Matt Cashore /

Irish A-to-Z: Josh Adams

Only three backs in Notre Dame history rushed for more yards as a freshman-sophomore than Adams – No. 1 Autry Denson, No. 2 Allen Pinkett and No. 4 Darius Walker.

Class: Junior (Eligibility: 2)
On The Depth Chart: Although red-shirt freshman Tony Jones Jr. was the talk of spring football and junior Dexter Williams impressed in the Blue-Gold Game, Adams is the clear No. 1 running back.
Post-Spring Status: Ascending


Adams came on strong after Tarean Folston, and in particular, C.J. Prosise were sidelined with injuries in ’15. He rushed for 147 yards in Game 9 vs. Pittsburgh, 141 a week later against Wake Forest (including a Notre Dame record 98-yarder) and 168 in the regular-season finale vs. Stanford.

Despite battling a hamstring injury in ’16, Adams matched his freshman season with four 100-yard games and exceeded his 835-yard rookie year (933 yards) by coming on strong over the final five games. His best performance was a warrior-like 17-carry, 180-yard effort in the Game 12 vs. USC.


“I have to do a better job of starting strong and finishing strong. I felt like I didn’t do that last year…I felt stronger (at the end of ’16). I didn’t feel that strong at the beginning of the season battling (a hamstring injury). I was able to improve. I want to make that carry over into this season.”


Adams will be Notre Dame’s go-to back once again in 2017 after accumulating 1,768 yards on 275 carries (6.4-yard average) and 11 touchdowns in his first two seasons with the Irish. Barring a physical setback, Adams is the man with the football in his hands when the game is on the line. In Chip Long’s offense, his receptions (21-193 in ‘16) likely will rise as well.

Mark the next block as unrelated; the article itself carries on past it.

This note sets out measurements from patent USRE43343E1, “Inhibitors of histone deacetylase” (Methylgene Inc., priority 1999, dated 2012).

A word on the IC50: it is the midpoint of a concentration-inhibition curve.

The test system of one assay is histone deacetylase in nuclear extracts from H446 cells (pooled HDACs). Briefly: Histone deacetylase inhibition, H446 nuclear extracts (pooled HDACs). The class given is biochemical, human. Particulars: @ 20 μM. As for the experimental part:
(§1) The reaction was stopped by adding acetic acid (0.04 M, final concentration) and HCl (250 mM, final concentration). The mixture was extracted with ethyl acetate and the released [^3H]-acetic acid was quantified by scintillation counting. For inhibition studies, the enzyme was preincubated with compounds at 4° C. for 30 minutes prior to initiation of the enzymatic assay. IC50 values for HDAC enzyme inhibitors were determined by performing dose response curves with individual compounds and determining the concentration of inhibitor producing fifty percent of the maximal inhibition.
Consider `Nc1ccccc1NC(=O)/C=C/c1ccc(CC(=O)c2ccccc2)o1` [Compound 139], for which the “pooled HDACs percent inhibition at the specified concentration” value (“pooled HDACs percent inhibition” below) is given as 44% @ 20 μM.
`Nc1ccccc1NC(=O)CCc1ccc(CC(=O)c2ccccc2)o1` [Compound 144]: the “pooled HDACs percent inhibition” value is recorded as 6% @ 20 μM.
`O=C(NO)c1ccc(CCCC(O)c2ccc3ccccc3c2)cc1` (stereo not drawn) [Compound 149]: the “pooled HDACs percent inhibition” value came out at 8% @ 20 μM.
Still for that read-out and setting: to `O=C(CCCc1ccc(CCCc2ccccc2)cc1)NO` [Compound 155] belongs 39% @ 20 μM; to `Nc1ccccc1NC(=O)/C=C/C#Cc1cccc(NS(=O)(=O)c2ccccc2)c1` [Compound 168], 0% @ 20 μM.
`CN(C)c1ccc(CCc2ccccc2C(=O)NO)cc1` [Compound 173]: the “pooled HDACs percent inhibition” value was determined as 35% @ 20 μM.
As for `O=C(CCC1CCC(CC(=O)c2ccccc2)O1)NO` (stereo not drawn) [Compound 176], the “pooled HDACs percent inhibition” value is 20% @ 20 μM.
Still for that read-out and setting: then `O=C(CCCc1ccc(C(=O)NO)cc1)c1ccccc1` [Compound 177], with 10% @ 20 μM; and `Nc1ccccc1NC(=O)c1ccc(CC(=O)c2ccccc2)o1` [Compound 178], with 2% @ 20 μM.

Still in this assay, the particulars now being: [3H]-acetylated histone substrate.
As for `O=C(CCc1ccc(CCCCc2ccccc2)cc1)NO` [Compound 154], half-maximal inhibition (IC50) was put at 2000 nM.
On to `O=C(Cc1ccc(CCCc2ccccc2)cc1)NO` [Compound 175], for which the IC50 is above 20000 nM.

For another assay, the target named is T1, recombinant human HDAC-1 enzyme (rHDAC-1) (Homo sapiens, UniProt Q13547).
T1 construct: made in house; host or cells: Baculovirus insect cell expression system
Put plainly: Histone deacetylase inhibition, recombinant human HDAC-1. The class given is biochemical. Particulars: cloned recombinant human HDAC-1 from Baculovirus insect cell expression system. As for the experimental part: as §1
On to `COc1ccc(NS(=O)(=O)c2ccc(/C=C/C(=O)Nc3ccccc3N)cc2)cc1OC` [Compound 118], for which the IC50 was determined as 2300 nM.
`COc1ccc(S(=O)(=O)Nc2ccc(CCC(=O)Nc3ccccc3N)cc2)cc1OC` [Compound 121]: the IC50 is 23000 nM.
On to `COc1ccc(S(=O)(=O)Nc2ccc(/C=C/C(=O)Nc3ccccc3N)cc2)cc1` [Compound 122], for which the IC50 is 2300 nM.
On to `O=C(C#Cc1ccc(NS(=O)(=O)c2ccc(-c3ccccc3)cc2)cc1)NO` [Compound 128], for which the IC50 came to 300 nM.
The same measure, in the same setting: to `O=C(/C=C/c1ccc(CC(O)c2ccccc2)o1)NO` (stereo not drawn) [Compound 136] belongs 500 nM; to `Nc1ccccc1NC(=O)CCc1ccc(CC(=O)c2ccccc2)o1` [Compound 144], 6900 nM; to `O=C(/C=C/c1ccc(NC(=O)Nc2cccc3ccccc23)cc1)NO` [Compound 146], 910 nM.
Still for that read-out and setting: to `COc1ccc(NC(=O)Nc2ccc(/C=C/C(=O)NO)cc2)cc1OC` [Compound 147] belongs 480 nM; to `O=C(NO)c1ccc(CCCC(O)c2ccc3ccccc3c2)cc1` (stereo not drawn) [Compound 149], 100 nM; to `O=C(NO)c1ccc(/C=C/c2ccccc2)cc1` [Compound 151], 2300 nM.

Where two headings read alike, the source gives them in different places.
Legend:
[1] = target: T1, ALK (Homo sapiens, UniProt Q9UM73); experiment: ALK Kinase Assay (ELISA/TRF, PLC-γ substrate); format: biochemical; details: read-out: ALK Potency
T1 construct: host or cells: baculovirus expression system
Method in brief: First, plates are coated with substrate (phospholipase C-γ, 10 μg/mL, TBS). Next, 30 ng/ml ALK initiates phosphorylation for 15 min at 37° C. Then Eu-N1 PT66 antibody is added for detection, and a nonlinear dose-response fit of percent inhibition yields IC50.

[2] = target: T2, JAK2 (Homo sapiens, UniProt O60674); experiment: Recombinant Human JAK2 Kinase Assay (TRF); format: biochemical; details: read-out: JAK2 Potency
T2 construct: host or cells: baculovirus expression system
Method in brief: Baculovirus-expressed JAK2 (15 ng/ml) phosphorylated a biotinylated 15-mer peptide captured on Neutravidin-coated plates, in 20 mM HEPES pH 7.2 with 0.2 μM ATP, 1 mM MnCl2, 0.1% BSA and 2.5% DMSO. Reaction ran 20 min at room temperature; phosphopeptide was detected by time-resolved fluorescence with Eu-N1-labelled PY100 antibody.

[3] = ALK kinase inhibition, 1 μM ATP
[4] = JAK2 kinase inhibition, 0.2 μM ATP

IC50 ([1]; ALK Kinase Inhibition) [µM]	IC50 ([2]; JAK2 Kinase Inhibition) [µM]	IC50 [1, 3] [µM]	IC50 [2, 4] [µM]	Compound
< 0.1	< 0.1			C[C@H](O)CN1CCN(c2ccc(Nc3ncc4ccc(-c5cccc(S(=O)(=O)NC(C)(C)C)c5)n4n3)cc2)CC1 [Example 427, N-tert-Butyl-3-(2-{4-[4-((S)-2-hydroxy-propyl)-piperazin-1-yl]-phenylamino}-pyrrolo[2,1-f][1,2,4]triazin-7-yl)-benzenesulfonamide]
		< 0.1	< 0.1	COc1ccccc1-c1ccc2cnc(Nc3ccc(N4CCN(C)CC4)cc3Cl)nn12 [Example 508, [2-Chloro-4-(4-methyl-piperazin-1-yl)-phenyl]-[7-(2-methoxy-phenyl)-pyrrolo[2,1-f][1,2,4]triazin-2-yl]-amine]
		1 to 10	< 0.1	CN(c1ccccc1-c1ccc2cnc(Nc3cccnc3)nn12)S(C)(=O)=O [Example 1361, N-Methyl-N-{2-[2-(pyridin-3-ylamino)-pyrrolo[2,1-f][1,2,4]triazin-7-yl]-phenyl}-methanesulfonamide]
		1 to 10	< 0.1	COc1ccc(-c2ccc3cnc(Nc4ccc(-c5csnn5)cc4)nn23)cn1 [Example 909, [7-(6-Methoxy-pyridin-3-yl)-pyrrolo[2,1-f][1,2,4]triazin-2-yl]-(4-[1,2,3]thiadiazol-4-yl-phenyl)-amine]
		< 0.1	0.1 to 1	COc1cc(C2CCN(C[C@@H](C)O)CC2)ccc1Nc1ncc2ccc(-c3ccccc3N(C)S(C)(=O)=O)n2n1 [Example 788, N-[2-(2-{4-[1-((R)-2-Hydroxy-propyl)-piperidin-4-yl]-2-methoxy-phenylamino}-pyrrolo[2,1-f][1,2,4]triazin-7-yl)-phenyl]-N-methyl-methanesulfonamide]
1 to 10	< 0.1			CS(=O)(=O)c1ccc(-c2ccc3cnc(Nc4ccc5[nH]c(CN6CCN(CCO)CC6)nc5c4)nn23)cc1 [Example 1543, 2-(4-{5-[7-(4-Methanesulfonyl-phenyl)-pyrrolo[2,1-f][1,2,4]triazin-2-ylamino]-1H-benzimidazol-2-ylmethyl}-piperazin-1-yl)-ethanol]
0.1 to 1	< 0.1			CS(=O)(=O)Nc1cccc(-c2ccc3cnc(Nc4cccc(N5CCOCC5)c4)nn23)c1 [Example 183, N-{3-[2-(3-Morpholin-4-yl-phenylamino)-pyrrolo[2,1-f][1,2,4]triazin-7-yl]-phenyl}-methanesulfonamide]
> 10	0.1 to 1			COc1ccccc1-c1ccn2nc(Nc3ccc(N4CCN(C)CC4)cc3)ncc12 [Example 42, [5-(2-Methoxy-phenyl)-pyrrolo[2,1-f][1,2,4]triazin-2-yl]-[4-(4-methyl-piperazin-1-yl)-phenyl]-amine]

With Long calling the shots, Williams and Jones Jr. likely will get more touches. Adams may have to split time a bit more, which would give him a better chance to stay fresh throughout the entire 2017 season.


With his 1,768 yards as a freshman-sophomore, Adams gained more on the ground among Notre Dame running backs in his first two years than all but Darius Walker (1,982), Allen Pinkett (1,926 yards) and Autry Denson (1,874). In terms of size and running-style, think Vagas Ferguson (3,472 yards from 1976-79), or more recently, Ryan Grant (2001-04).


Adams has a chance to finish his Notre Dame career among the most productive backs in school history. If he matches his average per his first two seasons, he’ll be seventh on the all-time chart behind No. 6 Jerome Heavens (2,682 yards) upon the conclusion of the 2017 season. If he stays at Notre Dame through the 2018 season, he’ll likely settle in behind Nos. 1-2 Denson (4,318 yards) and Pinkett (4,131 yards). Top Stories